May the gods of Hiss and Compression bless Lou Ottens. As head of new product development at Phillips, the Dutch engineer invented the compact cassette in 1963 and changed music for ever. Ottens died last week at 94. A good age, and a good number. You could get a full album on each side.
For many of us born in the 1970s, who came of age musically in the 1980s and 1990s, the blank cassette has an unkillable romance. We measured our lives in spools of magnetic tape: C60, C90, the occasional C46. Inside those hard plastic shells we surfed the thin end of the aural wedge, composing scrappy love letters in the medium’s notoriously tinny register — no bass, all treble.
Tapes were desirable not for their audio quality, which was sub-prime, or aesthetic appeal. A cassette album possessed none of the grandeur of vinyl, nor the bland efficiency of a CD. The precariously hinged plastic box, harbouring finicky folds of paper and tiny text, was the poor stepchild of any official album release. It was ugly and precarious. The tape frequently got chewed up; the signal warped and flared.
This was not the optimum way to hear the latest album by your most beloved band. The beauty of the cassette lay in its portability and utility. Aided by the Sony Walkman, it freed up the act of listening, blurring the line between a private act and a public display. You could play music in the car, in the street, in transit. To generations raised on the iPod and smart phone, it’s hard to articulate just what a liberation the cassette represented.
Where it truly came into its own was in the noble art of redistributing music. Of all audio formats, the tape was the most democratic, and the only one of greater value empty than full. The blank cassette was a portal to possibilities, a pathway to individual curation. In secondary school and university, our lives revolved around compilation tapes (nobody, but nobody, called them mixtapes) because they bypassed the gatekeepers of radio, record companies, even artists. We became our own DJs and compilers.
Modern Spotify playlists are wonderfully convenient but provisional. If you don’t like a track you simply delete it. The art of recording your favourite songs on cassette, in contrast, required commitment, not just to the running order — picking the opening and closing tracks was particularly fraught — but a mood, an aesthetic, a theme.
The resulting DIY artefact had (an often awkward) personality, accessorised with titles, artwork, annotations. Whether intended for a friend, a lover, a crush, a sibling or simply oneself, it was always a statement, and often an act of love — or, occasionally, its opposite. In the early noughties, when I started seeing the woman who became my wife, she made me a compilation tape so sloppily conceived that for 90 minutes I felt sure I was being dumped via TDK.
Around the cassette came an entire subculture of faffing and fiddling. The ritualistic simultaneous pressing of Play and Record; the world-shifting thrill of the auto-reverse button; the dark mysteries of Dolby noise reduction; high speed dubbing; fast forward; rewind. Blank tapes could be recorded over multiple times, with fearsome degradation in sound quality, until the hiss became an instrument in its own right.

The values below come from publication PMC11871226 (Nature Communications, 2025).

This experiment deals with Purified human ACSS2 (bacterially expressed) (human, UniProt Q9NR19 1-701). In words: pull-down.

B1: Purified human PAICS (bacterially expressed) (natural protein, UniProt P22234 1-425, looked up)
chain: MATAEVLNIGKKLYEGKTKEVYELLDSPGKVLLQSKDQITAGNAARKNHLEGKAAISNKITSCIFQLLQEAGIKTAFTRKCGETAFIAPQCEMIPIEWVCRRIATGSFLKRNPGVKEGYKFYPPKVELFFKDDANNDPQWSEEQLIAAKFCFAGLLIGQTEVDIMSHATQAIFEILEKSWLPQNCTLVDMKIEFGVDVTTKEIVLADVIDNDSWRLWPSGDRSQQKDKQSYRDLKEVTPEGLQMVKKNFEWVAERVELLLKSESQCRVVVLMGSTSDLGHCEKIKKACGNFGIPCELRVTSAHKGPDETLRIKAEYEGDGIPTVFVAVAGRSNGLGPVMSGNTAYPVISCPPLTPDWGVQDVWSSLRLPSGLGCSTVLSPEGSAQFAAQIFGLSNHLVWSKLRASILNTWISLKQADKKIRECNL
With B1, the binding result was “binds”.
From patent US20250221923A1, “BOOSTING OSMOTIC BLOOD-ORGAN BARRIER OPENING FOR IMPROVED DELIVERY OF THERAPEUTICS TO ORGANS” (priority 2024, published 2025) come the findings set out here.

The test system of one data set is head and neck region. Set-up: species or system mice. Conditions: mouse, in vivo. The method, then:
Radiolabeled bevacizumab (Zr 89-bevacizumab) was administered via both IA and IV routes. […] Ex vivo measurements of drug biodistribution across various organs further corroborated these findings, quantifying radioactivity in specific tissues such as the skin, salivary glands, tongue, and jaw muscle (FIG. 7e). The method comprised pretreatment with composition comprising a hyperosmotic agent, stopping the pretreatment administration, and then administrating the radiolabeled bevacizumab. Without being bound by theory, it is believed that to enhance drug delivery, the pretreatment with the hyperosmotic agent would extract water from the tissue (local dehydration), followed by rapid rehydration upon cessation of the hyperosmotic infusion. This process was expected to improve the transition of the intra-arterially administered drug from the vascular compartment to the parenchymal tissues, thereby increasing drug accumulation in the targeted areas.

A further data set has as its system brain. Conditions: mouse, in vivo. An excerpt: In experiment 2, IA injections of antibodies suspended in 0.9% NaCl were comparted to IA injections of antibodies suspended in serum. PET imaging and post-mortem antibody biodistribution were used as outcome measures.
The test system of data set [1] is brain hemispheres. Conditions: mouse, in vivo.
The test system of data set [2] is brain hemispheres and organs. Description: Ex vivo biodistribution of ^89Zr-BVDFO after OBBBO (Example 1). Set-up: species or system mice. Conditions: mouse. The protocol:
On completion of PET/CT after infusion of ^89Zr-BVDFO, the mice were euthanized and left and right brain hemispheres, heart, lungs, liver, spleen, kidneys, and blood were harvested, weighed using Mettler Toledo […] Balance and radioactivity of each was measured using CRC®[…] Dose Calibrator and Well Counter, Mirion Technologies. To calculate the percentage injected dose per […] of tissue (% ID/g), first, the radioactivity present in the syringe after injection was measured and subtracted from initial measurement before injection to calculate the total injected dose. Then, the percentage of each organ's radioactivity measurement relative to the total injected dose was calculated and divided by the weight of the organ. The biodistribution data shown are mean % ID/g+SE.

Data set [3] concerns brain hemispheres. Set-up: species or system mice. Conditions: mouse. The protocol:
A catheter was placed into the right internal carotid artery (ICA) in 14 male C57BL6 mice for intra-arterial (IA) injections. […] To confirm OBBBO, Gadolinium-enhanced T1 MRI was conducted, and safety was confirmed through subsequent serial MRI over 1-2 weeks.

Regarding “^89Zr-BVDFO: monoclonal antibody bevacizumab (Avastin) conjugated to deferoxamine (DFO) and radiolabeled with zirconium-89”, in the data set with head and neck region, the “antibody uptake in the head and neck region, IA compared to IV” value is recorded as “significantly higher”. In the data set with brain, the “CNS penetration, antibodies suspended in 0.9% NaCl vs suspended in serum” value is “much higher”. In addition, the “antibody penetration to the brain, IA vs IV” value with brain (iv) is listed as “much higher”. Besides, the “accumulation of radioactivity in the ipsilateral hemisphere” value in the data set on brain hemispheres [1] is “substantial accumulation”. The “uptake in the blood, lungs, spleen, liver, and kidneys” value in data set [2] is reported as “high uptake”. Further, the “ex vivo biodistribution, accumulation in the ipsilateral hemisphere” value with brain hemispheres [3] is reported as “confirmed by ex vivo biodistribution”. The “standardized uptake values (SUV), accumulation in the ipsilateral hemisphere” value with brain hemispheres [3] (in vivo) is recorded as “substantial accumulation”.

Most pleasingly, the cassette represented licensed illegality. It wasn’t just taping albums for friends, but taping songs off the radio, taping live concerts, taping each other. Before the internet brought one-click access to almost everything, the cassette was music’s premium medium for trading secrets. I fondly remember certain record shops in Bristol, where a tray of bootleg tapes would materialise from beneath the counter, revealed to trusted customers with a magician’s flourish. Something for the weekend, lads?
The same items were coyly advertised in the back of the music weeklies. You sent off your money and crossed your fingers for a decent recording of R.E.M. playing Brown University, or the Cure at some Brummie nightclub. Record fairs offered racks of rickety live concert tapes and illicit compilations of studio outtakes, packaged in pastel-coloured covers with stencilled graphics and grainy photocopied images.
Little wonder the industry hated cassettes. The egregious 1980s slogan — ‘Home Taping Is Killing Music’ — told the exact opposite of the truth: home taping let music blossom. What they really meant was that home taping was killing profits, and even that wasn’t really true. In encouraging our teenage tastes to evolve, the compact cassette led directly to millions of official album sales.
I’m speaking in the past tense. Like many relics from the pre-digital age, the cassette has recently been reclaimed as an item of interest by hipsters. (Full disclosure: in the past few years I’ve owned two cars with cassette players, and found a sweetly nostalgic pleasure in slotting tapes into the machine.)Sales are tiny, but growing. Lou Ottens’ beautiful invention will continue spooling forward in some form or other, but the blank cassette is where it truly came alive — and that belongs to the world of collective, cherished memory.
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